The Chevrolet Aveo is back for another tilt at the supermini sector and it might have come of age.

It didn’t make a huge dent in the consciousness of supermini buyers first time round but you won’t miss this second generation model. With ultra-sharp styling it’s one that will turn heads.

The petrol engines are unexceptional and the preferable 1.4 doesn’t do so well on emissions. It’s still a very likeable city scoot though.

The latest Aveo certainly has distinctive and handsome styling going for it which, in the supermini market, counts for a lot. In a morass of lookalike, inoffensive blobs, the Aveo has some attitude, the barrel-like quad headlamps lending it real presence. The deeply sculpted flanks are also a good deal more dynamic than usual supermini fare, while the high roofline and kicked up tail end are both very well executed.

The interior continues the bold styling theme with a dashboard that’s quite unlike any of its rivals’. The main instrument cluster is inspired by sports motorcycles and features a round main clock housing an analogue rev counter with a rectangular digital display alongside where speed, fuel level, odometer and other data is displayed. After 15 minutes I still couldn’t decide whether it worked from a design standpoint but it’s nevertheless good to see somebody trying something different. The dashboard is also laid out rather oddly, with ventilation controls mounted beneath a pair of vertical storage bins that serve very little practical function.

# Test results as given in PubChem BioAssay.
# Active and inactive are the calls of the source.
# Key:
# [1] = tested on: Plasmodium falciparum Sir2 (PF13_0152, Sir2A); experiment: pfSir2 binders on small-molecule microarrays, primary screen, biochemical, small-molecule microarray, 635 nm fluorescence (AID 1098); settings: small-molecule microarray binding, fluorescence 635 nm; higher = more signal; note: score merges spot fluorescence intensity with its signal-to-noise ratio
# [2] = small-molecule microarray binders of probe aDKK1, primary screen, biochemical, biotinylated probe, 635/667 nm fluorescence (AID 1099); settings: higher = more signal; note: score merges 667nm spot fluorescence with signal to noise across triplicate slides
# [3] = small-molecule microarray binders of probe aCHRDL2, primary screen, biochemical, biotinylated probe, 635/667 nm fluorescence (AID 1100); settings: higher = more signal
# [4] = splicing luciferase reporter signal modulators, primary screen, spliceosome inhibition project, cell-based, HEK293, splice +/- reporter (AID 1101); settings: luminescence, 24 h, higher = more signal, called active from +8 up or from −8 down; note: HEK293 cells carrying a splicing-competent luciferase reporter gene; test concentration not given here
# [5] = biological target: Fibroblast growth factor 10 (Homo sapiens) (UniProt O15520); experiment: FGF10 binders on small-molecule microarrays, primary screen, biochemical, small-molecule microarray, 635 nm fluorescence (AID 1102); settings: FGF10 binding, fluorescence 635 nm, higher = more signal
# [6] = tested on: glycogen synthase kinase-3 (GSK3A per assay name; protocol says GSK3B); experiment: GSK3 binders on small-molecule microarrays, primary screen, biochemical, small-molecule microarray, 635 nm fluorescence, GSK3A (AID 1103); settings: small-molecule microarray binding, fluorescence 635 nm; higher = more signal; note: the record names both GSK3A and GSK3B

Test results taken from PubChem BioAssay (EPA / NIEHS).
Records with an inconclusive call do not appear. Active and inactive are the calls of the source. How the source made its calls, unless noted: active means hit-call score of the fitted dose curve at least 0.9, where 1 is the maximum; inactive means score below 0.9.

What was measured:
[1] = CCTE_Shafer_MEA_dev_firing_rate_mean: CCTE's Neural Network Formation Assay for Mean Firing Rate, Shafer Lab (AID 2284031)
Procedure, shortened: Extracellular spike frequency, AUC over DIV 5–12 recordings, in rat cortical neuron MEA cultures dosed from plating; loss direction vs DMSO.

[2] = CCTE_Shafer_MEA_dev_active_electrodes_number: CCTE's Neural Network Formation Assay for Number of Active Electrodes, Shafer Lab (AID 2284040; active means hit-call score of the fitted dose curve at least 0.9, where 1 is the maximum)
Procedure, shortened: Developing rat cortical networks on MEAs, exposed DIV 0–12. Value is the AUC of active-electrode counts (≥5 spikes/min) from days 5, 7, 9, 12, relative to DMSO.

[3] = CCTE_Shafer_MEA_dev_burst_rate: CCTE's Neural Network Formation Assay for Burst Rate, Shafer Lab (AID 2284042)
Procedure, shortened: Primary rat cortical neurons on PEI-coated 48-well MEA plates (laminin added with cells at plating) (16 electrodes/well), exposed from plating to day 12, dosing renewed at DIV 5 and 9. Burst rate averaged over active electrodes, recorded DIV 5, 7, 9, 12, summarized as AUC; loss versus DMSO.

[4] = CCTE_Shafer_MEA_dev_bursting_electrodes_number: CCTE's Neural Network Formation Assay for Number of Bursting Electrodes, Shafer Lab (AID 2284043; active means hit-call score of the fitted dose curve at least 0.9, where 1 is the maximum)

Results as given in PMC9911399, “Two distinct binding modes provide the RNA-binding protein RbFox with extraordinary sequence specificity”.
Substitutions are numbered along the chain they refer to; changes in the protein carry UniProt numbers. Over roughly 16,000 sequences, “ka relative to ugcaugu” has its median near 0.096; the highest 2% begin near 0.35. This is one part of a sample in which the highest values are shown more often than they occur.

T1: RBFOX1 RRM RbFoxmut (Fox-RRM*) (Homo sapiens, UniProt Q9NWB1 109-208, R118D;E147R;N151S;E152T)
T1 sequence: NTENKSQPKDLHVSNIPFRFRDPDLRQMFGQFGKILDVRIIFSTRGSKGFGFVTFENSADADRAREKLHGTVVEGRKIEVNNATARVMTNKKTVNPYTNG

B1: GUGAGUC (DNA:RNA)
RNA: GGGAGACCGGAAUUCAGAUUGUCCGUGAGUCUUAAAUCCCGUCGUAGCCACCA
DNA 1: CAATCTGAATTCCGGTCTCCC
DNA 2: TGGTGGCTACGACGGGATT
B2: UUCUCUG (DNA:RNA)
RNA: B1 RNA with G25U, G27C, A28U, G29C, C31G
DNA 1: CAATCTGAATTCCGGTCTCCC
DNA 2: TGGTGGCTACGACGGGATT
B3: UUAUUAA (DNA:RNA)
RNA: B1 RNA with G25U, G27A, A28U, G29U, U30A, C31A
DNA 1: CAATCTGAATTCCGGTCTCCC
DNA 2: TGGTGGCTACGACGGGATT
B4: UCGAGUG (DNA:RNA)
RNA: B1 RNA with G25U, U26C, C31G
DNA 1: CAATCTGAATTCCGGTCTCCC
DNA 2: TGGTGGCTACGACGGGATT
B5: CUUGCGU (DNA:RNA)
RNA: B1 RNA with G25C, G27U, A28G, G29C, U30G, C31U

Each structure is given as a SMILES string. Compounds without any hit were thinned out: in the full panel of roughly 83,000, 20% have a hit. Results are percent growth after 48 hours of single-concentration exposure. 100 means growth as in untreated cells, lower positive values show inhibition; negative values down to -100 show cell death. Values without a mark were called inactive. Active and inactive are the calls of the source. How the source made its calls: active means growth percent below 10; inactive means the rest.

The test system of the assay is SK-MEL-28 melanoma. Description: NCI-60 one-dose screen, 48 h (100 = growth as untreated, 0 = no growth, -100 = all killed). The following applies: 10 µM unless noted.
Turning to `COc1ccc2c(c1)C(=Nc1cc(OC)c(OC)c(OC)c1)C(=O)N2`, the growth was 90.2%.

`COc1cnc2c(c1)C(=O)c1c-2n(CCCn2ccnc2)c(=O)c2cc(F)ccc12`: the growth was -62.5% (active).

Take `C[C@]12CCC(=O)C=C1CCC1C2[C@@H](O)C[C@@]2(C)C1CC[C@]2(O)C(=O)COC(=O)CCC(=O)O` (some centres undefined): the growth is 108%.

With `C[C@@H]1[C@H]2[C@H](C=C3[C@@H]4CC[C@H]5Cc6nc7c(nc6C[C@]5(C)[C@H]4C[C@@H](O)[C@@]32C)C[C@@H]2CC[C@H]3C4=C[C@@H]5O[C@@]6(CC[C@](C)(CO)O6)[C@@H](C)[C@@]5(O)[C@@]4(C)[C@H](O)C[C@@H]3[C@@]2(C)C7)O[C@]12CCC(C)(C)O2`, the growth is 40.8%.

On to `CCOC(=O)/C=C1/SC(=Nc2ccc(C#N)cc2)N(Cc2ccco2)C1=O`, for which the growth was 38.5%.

Space inside is otherwise reasonably good, with a generous measure of rear legroom. Headroom can be a little pinched at the side, where the roof curves over. The front seats feel unusually substantial and comfortable for a budget supermini. The steering wheel adjusts for rake and reach, and the boot yields a sizeable 290 litres of space. Drop the 60/40 split rear bench and you have up to 653 litres for the tip run.

Trying to form a coherent assessment of the Chevrolet Aveo is hard. It’s a vehicle that is by turns engaging, frustrating and flat out puzzling. It looks as if it’s about to spit fire yet serves up decidedly modest performance, it’s certainly not boring.

Days after I drove it, I was still changing my mind about it. If you like a car that challenges your perception of what small cars should be and how they should perform, you’ll find plenty to think about with the Aveo. The trouble is, most supermini buyers aren’t going to approach their next vehicle purchase on the basis of such esoteric interest. They’ll be more concerned with a low asking price and sassy styling and on this basis at the very least the Aveo is a winner.